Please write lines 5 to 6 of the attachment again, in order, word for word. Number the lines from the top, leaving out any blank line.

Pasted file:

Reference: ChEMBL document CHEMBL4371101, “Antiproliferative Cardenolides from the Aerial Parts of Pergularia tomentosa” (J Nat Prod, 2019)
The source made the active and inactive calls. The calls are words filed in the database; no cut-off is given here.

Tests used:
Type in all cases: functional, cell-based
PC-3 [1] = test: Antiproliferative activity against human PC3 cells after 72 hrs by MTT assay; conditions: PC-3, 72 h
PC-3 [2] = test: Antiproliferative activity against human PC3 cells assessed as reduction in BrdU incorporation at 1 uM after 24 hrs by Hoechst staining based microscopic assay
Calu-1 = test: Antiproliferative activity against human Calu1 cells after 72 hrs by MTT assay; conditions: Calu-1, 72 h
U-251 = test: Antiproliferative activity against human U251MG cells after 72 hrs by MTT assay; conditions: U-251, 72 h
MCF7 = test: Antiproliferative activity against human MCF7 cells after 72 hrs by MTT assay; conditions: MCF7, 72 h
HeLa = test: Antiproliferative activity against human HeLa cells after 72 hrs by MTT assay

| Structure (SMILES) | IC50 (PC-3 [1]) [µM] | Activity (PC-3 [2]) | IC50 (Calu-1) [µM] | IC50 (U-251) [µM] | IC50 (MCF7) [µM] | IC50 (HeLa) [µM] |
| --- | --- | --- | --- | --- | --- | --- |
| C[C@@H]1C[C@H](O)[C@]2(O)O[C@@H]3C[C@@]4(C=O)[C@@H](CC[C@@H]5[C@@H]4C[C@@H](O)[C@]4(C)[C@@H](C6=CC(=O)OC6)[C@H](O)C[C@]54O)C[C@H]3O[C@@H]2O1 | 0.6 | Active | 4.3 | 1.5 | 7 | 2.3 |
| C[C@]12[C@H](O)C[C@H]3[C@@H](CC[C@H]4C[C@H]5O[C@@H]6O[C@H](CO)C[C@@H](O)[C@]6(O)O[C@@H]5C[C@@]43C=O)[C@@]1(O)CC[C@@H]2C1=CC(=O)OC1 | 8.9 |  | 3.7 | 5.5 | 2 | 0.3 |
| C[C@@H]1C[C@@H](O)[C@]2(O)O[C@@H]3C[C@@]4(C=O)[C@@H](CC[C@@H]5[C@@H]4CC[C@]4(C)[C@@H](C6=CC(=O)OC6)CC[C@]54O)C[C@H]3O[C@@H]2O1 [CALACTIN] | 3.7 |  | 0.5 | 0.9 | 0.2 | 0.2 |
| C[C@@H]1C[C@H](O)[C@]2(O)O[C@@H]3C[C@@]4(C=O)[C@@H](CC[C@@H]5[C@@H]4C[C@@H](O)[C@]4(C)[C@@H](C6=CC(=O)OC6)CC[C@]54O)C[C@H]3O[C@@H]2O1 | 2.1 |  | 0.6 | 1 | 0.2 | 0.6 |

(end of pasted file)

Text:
PC-3 [1] = test: Antiproliferative activity against human PC3 cells after 72 hrs by MTT assay; conditions: PC-3, 72 h
PC-3 [2] = test: Antiproliferative activity against human PC3 cells assessed as reduction in BrdU incorporation at 1 uM after 24 hrs by Hoechst staining based microscopic assay